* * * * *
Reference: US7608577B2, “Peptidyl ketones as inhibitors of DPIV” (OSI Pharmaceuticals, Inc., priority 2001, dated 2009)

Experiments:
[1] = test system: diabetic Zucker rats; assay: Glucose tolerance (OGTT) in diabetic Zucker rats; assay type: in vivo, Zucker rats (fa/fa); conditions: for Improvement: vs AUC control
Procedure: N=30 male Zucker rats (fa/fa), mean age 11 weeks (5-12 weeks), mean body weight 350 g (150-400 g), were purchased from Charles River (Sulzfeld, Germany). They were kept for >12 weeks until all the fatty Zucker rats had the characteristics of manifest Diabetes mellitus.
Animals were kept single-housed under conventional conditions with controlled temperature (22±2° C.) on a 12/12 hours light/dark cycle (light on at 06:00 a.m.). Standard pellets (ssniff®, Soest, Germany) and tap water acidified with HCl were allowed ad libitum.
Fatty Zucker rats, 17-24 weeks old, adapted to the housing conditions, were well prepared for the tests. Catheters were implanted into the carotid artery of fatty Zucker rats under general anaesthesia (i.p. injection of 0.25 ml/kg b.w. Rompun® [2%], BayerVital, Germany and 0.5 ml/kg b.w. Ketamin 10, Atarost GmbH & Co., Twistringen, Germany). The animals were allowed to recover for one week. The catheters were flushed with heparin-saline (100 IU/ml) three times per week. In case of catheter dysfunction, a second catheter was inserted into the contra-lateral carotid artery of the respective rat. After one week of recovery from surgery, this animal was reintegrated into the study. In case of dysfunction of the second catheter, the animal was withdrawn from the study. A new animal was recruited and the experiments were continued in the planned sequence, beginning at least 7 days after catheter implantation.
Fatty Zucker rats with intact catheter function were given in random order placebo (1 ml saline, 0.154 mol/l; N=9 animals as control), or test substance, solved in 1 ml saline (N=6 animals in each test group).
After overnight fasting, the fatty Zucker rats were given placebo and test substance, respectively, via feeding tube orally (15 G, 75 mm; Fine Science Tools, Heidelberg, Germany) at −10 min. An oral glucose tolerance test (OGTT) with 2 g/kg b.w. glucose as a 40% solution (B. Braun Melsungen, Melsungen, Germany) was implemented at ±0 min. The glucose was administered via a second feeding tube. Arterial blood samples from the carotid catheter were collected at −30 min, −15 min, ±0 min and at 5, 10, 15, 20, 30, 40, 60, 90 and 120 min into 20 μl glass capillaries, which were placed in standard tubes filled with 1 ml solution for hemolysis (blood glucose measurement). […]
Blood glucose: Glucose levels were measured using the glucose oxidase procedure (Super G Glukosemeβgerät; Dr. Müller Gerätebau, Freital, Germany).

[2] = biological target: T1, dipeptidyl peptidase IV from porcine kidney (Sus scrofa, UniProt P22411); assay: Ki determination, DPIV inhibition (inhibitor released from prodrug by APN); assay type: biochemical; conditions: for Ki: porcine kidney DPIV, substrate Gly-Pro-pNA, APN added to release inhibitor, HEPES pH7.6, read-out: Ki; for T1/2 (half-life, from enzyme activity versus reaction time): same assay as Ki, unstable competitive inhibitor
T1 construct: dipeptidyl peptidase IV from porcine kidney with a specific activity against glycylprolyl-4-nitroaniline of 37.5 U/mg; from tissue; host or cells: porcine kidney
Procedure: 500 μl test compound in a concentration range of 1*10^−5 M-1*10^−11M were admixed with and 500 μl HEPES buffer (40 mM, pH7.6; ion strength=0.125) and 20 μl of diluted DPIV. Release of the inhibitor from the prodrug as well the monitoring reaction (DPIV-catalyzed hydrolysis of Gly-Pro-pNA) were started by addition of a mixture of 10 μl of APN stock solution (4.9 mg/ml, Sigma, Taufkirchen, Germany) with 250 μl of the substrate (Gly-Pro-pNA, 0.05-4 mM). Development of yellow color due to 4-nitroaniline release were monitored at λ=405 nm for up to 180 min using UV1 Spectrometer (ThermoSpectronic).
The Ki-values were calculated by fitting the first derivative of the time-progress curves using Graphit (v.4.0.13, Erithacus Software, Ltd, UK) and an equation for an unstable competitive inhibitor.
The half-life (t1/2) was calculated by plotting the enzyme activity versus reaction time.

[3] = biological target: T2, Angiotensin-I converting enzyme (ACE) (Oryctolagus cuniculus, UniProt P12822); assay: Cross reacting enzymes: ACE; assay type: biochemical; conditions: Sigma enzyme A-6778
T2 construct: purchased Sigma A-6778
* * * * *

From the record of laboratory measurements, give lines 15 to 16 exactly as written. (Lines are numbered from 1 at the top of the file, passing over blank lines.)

[3] = biological target: T2, Angiotensin-I converting enzyme (ACE) (Oryctolagus cuniculus, UniProt P12822); assay: Cross reacting enzymes: ACE; assay type: biochemical; conditions: Sigma enzyme A-6778
T2 construct: purchased Sigma A-6778